It's OK, though, and I'm sorry if I sound overly bleak. I used to mourn what I saw as my wasted potential, and not being able to do any of the CTY stuff was included in that, but now I'm glad I didn't go. Being a gifted kid was really hard on me, I realize now, and going to CTY camp would have made it worse. I don't know if the person I would have become would have been able to deal with the cognitive decline. So it really is OK. I eventually went back and got a college degree. And then a masters. And I'm happy, in part because in the process of learning to deal with the limitations of my disability, I've finally learned that my self-worth has nothing to do with Being Smart.
posted by Ruki at 8:08 PM on November 17, 2019 [5 favorites]

Workerant, I remember the Redskins, the Rinas and Mandatory Fun! How about Anita Tuvin Schlecther?
posted by rednikki at 12:00 AM on November 18, 2019 [2 favorites]

Wow, yeah. That's where the dances were held.

I admit to some questionable sartorial choices at those dances. O_o
posted by workerant at 6:38 AM on November 18, 2019

I believe CTY just covers the mid-Atlantic and New England? I grew up in NC, so I did Duke TIP stuff instead.
posted by hydropsyche at 6:42 AM on November 18, 2019

I believe CTY just covers the mid-Atlantic and New England?

They currently show some locations on both the east and west coast of the US, plus Hong Kong, so there is some geographical spread but definitely not everywhere. (link)

I'm assuming now that my parents couldn't afford it.

I don't know what it cost when I went, but looking at their website, wow, it really is pricey. Now I am curious how I was able to go; my family definitely didn't have that kind of money. Maybe it was a lot cheaper back in the day, or maybe there were scholarships?
posted by Dip Flash at 7:01 AM on November 18, 2019

The Los Angeles program opened in the early 90s. There was also "baby CTY" for 5th and 6th graders at Stanford starting around the same time.

Yes there were scholarships.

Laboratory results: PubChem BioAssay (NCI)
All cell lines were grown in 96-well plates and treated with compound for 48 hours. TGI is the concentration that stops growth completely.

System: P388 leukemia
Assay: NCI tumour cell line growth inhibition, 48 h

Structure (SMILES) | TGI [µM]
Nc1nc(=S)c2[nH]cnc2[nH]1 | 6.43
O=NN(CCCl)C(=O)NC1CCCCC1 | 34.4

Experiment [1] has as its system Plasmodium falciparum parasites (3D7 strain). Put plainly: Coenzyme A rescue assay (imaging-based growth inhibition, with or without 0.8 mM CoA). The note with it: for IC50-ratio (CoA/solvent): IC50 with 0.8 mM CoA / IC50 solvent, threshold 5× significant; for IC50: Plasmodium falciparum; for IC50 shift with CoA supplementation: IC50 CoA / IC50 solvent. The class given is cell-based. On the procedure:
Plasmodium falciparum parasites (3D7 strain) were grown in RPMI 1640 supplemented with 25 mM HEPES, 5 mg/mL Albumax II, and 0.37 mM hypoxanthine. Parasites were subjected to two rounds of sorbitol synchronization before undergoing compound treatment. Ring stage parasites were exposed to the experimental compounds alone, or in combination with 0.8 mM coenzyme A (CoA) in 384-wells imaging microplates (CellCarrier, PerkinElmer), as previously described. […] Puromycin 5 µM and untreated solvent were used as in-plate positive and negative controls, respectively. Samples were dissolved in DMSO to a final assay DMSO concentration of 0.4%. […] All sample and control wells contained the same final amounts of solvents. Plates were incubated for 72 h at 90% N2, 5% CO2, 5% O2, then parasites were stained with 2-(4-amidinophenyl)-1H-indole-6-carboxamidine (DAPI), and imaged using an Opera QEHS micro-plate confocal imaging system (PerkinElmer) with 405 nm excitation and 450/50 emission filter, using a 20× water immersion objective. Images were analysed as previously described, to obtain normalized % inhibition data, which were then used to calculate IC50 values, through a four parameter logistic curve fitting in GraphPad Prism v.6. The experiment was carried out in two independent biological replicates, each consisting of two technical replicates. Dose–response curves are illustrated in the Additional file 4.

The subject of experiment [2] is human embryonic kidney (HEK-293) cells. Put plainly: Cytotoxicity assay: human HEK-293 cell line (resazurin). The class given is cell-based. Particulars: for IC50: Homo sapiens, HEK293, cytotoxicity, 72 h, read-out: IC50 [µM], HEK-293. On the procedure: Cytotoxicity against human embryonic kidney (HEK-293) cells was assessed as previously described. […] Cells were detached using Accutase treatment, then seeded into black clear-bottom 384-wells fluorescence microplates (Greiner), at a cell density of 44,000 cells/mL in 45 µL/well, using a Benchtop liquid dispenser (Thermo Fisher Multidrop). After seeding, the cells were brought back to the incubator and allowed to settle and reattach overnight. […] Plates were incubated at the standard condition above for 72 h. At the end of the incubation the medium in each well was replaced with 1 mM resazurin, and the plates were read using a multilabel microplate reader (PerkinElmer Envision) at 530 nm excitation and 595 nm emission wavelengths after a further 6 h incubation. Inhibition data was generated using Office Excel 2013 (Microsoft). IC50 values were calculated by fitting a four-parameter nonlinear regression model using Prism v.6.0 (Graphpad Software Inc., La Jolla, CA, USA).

It's interesting how people related to CTY as part of a "gifted" identity. I did CTY because I loved school and taking summer classes seemed like the best idea ever. The shine of summer school really started to wear off by high school.
posted by muddgirl at 8:17 AM on November 18, 2019

I enjoyed it quite a bit the two summers I went (Dickinson). I do think most people don't benefit from amping up the force of the "gifted" label, and CTY is definitely guilty of that. But I really did enjoy it.
posted by praemunire at 11:05 AM on November 18, 2019 [1 favorite]

I did Duke TIP stuff instead.

Yeah, I was in GA and went to TIP several years, which seems like its the Southern version of this (or at least one of them).
posted by thefoxgod at 1:29 PM on November 18, 2019

Me! I was at Hamilton and Skidmore in the early 90s. It was huge and wonderful for me. And iirc, it was how I discovered the internet! A CTY friend said she'd heard of this thing called email and maybe when I got home I could try to figure it out so we could keep in touch.
posted by 168 at 6:18 PM on November 18, 2019

I also went to CTY and found it isolating and lonely! I wish I'd had the stereotypical experience, but the only thing I got out of it was an easy A on a college common core subject and most of the lyrics of "American Pie."

I had a much better time at EPGY, the late, great West Coast knock-off, but the best time of all was growing the fuck up and not having to be a kid anymore, in summer school or otherwise. :)
posted by marfa, texas at 10:29 PM on November 18, 2019

Not quite the same, but Centrum Young Writers Camp for a week in Port Townsend every summer grades 7 through 10 was pretty foundational for me. Made some very good friends there, reinvented myself (for better and worse), and learned enough about writing to help pave the way to a long career in technical communication. So I totally get how this could have been an important part of someone's history. (Probably just as well that I chose to indulge both my artistic and technical sides, though. God only knows what I would have perpetrated on the world had I gone all in on the sciences!)